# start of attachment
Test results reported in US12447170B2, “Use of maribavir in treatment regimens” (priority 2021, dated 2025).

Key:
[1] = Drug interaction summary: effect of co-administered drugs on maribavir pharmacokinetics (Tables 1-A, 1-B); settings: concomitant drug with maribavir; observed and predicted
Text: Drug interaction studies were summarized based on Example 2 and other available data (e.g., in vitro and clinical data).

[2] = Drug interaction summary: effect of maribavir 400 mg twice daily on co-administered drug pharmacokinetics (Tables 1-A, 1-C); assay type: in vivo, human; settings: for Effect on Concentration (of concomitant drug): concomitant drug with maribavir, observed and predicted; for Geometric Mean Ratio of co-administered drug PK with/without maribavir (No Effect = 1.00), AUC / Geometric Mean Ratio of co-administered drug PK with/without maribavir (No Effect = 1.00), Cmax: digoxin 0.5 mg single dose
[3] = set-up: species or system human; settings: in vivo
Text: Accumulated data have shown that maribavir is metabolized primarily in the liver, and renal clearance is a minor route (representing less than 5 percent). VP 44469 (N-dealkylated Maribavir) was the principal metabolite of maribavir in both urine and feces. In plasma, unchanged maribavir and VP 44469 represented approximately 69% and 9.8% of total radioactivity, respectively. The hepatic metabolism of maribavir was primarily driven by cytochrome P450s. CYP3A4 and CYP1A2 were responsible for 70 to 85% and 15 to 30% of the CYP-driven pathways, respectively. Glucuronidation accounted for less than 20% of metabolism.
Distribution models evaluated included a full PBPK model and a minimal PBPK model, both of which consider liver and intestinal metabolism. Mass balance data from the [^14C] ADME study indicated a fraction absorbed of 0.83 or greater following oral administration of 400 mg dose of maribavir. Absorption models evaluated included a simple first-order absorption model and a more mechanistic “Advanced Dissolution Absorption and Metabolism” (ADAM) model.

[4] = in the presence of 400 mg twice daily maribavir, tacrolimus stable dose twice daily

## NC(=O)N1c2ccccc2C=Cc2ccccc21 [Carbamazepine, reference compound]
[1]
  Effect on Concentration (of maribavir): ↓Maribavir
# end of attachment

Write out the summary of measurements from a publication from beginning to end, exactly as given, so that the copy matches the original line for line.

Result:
Test results reported in US12447170B2, “Use of maribavir in treatment regimens” (priority 2021, dated 2025).

Key:
[1] = Drug interaction summary: effect of co-administered drugs on maribavir pharmacokinetics (Tables 1-A, 1-B); settings: concomitant drug with maribavir; observed and predicted
Text: Drug interaction studies were summarized based on Example 2 and other available data (e.g., in vitro and clinical data).

[2] = Drug interaction summary: effect of maribavir 400 mg twice daily on co-administered drug pharmacokinetics (Tables 1-A, 1-C); assay type: in vivo, human; settings: for Effect on Concentration (of concomitant drug): concomitant drug with maribavir, observed and predicted; for Geometric Mean Ratio of co-administered drug PK with/without maribavir (No Effect = 1.00), AUC / Geometric Mean Ratio of co-administered drug PK with/without maribavir (No Effect = 1.00), Cmax: digoxin 0.5 mg single dose
[3] = set-up: species or system human; settings: in vivo
Text: Accumulated data have shown that maribavir is metabolized primarily in the liver, and renal clearance is a minor route (representing less than 5 percent). VP 44469 (N-dealkylated Maribavir) was the principal metabolite of maribavir in both urine and feces. In plasma, unchanged maribavir and VP 44469 represented approximately 69% and 9.8% of total radioactivity, respectively. The hepatic metabolism of maribavir was primarily driven by cytochrome P450s. CYP3A4 and CYP1A2 were responsible for 70 to 85% and 15 to 30% of the CYP-driven pathways, respectively. Glucuronidation accounted for less than 20% of metabolism.
Distribution models evaluated included a full PBPK model and a minimal PBPK model, both of which consider liver and intestinal metabolism. Mass balance data from the [^14C] ADME study indicated a fraction absorbed of 0.83 or greater following oral administration of 400 mg dose of maribavir. Absorption models evaluated included a simple first-order absorption model and a more mechanistic “Advanced Dissolution Absorption and Metabolism” (ADAM) model.

[4] = in the presence of 400 mg twice daily maribavir, tacrolimus stable dose twice daily

## NC(=O)N1c2ccccc2C=Cc2ccccc21 [Carbamazepine, reference compound]
[1]
  Effect on Concentration (of maribavir): ↓Maribavir